The version of the Alienware 17 we tested has an Intel Core i7-6820HK CPU, 16GB RAM, a 1TB hard drive and a 512GB SSD.
This means the total comes to £1988, but still without the 4K screen. The 4K model has a 512GB SSD and 16GB RAM as standard and costs the same amount.
Power is immense. While Asus has managed to outdo the Alienware 17 with the utterly ridiculous RoG GX700, which has a desktop-grade GTX 980 (not the ‘M’ version), it also uses a massive cooling carbuncle on its back to make this possible.
Point-scoring projects aside, this is among the most powerful gaming laptops in the world at its top spec, which is more-or-less represented here. We have all the most important stuff bunged-in: 16GB RAM, the top-end CPU and top GPU.
We tried The Witcher 3, cranked it up to the Ultra setting and found it to be more-than playable. Plus it looks great. For reference, the GTX 980M sits just a little below the very impressive desktop-grade GTX 970, making it a perfect match for pretty much any current game at 1080p. Keep your expectations in check if you’re going for the 4K version: rock-solid 60fps won’t be possible in all titles.
We also saw scores of 13651 in Geekbench 3 (multicore), 3400 in PC Mark 8 (Home) and 8311 in 3D Mark Fire Strike (2287 in the more demanding Ultra version). Naturally, other GTX 980M laptops get close, but little else does.
We can’t say exactly what the scores will be without the SSD, but they will suffer significantly for general performance, if not in-game performance.
And let’s not overlook the fact that this configuration is more powerful than many desktop gaming PCs, even if you can pick one of those up for quite a bit less with similar specs.
As the Gigabyte P37X proves, you don’t necessarily have to be chunky to fit in these sorts of components. However, The Alienware 17 also handles the heat like a pro. Almost half of the underside and the rear of the laptop are given over to heat outlets for the fans.
Even when subjected to an hour of The Witcher 3 at Ultra settings, the Alienware stays reasonably quiet. To be clear: the fans do run all the time, but they’re generally not distracting, and generally don’t cause any obvious case vibration.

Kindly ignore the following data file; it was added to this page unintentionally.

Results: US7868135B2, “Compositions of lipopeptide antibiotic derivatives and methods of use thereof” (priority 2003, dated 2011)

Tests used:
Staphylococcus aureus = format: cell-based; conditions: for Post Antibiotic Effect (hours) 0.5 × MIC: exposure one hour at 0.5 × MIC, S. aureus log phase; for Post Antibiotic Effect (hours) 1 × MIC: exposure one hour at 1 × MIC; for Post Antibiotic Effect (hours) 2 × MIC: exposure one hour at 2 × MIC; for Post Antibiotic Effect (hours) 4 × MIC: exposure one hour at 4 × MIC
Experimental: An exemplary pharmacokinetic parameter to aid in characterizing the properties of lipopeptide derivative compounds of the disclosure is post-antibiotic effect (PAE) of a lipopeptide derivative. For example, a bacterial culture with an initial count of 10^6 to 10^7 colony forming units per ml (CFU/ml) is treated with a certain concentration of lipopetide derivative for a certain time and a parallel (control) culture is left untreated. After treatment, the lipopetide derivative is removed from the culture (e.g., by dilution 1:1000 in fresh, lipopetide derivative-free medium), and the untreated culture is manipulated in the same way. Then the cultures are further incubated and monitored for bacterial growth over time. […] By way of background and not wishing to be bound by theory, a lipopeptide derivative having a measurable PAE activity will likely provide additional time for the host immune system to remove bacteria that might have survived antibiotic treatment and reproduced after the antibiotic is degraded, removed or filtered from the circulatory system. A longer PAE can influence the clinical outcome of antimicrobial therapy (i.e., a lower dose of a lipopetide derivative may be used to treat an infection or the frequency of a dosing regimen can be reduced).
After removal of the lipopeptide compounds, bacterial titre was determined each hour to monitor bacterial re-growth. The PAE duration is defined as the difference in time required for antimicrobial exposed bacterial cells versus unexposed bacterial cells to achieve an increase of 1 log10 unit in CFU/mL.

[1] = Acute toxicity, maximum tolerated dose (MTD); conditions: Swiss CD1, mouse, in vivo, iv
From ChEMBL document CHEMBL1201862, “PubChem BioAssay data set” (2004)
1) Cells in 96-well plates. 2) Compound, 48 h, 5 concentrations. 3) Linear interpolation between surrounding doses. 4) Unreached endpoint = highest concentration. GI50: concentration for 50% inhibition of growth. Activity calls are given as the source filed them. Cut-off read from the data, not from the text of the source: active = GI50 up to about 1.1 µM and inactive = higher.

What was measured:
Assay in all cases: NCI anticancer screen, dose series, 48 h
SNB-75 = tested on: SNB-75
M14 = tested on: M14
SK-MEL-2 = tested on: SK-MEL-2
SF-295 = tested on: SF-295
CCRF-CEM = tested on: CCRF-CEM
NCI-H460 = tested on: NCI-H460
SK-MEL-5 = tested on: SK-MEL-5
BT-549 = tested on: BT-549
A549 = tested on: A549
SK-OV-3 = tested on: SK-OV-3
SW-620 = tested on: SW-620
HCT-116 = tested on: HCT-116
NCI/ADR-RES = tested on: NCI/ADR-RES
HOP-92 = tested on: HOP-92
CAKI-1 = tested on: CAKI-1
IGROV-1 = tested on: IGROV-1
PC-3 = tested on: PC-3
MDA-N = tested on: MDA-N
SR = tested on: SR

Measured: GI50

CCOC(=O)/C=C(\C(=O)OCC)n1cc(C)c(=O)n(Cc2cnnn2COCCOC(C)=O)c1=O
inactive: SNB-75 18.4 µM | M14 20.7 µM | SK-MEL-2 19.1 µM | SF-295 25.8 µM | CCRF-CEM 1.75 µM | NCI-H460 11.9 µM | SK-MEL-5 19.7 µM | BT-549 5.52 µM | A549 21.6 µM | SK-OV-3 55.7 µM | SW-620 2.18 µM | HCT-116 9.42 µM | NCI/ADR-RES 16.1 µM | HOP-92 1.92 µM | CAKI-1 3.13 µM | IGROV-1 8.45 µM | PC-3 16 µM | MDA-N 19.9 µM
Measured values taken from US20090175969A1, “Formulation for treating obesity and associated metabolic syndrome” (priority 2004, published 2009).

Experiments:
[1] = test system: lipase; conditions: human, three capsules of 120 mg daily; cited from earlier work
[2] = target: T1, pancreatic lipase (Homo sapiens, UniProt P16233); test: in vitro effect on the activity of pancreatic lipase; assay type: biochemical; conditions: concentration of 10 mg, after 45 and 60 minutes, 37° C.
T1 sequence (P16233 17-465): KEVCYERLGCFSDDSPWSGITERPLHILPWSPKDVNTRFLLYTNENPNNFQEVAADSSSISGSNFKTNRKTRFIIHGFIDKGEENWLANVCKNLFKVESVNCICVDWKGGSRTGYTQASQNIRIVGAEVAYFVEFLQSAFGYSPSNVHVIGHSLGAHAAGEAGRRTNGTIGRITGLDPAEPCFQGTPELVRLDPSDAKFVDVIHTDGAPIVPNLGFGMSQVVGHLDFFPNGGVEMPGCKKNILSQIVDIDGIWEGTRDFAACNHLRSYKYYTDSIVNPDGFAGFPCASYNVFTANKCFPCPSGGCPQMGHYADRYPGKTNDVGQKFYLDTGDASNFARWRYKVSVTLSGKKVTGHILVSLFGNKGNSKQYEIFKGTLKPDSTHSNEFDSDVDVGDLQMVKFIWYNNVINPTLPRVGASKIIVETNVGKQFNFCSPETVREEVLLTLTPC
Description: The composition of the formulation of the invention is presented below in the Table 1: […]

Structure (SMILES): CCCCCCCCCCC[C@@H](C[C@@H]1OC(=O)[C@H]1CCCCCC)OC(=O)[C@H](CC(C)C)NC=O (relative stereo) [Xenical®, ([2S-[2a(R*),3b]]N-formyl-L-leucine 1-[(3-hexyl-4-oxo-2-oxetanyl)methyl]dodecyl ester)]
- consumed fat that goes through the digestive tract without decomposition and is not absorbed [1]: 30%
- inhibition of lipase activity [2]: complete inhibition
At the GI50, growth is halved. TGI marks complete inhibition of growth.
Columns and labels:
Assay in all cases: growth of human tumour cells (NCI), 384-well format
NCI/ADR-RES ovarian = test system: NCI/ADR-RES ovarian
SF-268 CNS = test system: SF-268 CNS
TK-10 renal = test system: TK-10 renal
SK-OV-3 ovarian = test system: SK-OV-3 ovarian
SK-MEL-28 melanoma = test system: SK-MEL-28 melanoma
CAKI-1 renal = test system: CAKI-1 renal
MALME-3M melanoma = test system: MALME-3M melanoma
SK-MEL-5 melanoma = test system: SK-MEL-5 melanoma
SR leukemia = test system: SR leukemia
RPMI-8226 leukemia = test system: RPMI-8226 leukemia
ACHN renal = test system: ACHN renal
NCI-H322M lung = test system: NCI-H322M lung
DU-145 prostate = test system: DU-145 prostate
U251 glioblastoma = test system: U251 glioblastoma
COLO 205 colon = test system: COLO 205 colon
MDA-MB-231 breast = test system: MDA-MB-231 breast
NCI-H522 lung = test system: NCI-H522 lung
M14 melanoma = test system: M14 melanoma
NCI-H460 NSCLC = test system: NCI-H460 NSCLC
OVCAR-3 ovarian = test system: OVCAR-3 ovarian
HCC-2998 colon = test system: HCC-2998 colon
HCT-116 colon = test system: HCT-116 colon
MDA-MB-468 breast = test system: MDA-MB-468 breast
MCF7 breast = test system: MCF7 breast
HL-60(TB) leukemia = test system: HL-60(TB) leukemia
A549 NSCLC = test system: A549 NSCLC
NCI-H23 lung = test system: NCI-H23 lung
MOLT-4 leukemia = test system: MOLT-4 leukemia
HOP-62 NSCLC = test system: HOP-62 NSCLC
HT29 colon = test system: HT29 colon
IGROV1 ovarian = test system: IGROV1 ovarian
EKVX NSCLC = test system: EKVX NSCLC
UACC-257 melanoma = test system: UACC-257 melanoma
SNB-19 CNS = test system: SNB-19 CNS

The time when the fans do often get louder is when the laptop is charging. The large charger must pump juice through at quite a rate.
Battery life varies massively. Alienware uses pretty dynamic power management to get reasonable stamina with very light use. With the PC Mark ‘Home’ battery benchmark, emulating casual use, it lasts three hours 59 minutes.
That is respectable for an outright gaming laptop, if not even nearly close to enough for a full day’s work (let alone gaming). It can scale down even further when simply playing video, though, lasting for a fairly impressive six hours 16 minutes playing a looped MP4 movie.
Before you get too excited, things take a dive radically when you actually use the GTX 980M GPU. Playing The Witcher 3 with all the visuals ramped up, most likely using 100 per cent of the GPU’s power the whole time, the Alienware 17 switched itself off thanks to low battery level in just under an hour.
Powerful components are demanding: it’s how these things work.
Finishing things off, the Alienware 17 has decent speakers, but like to much else in this laptop, they prioritise gaming over other uses. They fire out of the front edge, and provide a fairly chunky sound, with a cleat attempt to bulk up the lower frequencies in order to give a bit more weight to explosions and the like. With music, they sound rather boxy, with a coloured-sounding mid-range and slightly limited treble clarity.